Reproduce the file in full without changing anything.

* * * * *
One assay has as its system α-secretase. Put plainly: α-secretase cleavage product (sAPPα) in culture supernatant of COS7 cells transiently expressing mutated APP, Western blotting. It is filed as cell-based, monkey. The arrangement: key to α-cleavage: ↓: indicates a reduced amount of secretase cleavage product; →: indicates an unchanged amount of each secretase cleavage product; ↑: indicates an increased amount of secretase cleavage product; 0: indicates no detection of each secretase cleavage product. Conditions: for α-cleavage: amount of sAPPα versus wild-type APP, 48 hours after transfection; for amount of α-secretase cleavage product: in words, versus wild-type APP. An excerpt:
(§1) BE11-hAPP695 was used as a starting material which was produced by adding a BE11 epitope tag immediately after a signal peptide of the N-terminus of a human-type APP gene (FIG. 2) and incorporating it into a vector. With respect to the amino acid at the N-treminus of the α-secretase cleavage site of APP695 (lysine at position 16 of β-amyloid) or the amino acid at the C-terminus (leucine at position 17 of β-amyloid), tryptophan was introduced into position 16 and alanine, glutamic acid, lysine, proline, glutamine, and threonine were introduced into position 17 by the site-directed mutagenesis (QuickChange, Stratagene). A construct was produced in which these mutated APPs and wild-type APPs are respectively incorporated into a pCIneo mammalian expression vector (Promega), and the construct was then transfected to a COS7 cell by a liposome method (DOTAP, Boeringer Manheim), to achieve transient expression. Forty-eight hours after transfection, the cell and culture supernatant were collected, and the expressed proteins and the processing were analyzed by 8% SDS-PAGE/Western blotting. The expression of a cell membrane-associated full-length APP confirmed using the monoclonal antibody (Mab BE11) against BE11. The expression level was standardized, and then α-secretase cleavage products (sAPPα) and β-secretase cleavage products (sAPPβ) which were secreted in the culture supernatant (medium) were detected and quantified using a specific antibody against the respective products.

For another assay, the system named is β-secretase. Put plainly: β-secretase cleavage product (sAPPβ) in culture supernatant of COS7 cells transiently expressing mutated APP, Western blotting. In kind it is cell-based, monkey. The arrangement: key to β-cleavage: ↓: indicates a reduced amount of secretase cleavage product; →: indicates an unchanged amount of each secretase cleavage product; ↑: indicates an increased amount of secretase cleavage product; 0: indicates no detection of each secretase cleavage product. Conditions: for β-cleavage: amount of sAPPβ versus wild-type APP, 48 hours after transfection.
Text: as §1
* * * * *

One assay has as its system α-secretase. Put plainly: α-secretase cleavage product (sAPPα) in culture supernatant of COS7 cells transiently expressing mutated APP, Western blotting. It is filed as cell-based, monkey. The arrangement: key to α-cleavage: ↓: indicates a reduced amount of secretase cleavage product; →: indicates an unchanged amount of each secretase cleavage product; ↑: indicates an increased amount of secretase cleavage product; 0: indicates no detection of each secretase cleavage product. Conditions: for α-cleavage: amount of sAPPα versus wild-type APP, 48 hours after transfection; for amount of α-secretase cleavage product: in words, versus wild-type APP. An excerpt:
(§1) BE11-hAPP695 was used as a starting material which was produced by adding a BE11 epitope tag immediately after a signal peptide of the N-terminus of a human-type APP gene (FIG. 2) and incorporating it into a vector. With respect to the amino acid at the N-treminus of the α-secretase cleavage site of APP695 (lysine at position 16 of β-amyloid) or the amino acid at the C-terminus (leucine at position 17 of β-amyloid), tryptophan was introduced into position 16 and alanine, glutamic acid, lysine, proline, glutamine, and threonine were introduced into position 17 by the site-directed mutagenesis (QuickChange, Stratagene). A construct was produced in which these mutated APPs and wild-type APPs are respectively incorporated into a pCIneo mammalian expression vector (Promega), and the construct was then transfected to a COS7 cell by a liposome method (DOTAP, Boeringer Manheim), to achieve transient expression. Forty-eight hours after transfection, the cell and culture supernatant were collected, and the expressed proteins and the processing were analyzed by 8% SDS-PAGE/Western blotting. The expression of a cell membrane-associated full-length APP confirmed using the monoclonal antibody (Mab BE11) against BE11. The expression level was standardized, and then α-secretase cleavage products (sAPPα) and β-secretase cleavage products (sAPPβ) which were secreted in the culture supernatant (medium) were detected and quantified using a specific antibody against the respective products.

For another assay, the system named is β-secretase. Put plainly: β-secretase cleavage product (sAPPβ) in culture supernatant of COS7 cells transiently expressing mutated APP, Western blotting. In kind it is cell-based, monkey. The arrangement: key to β-cleavage: ↓: indicates a reduced amount of secretase cleavage product; →: indicates an unchanged amount of each secretase cleavage product; ↑: indicates an increased amount of secretase cleavage product; 0: indicates no detection of each secretase cleavage product. Conditions: for β-cleavage: amount of sAPPβ versus wild-type APP, 48 hours after transfection.
Text: as §1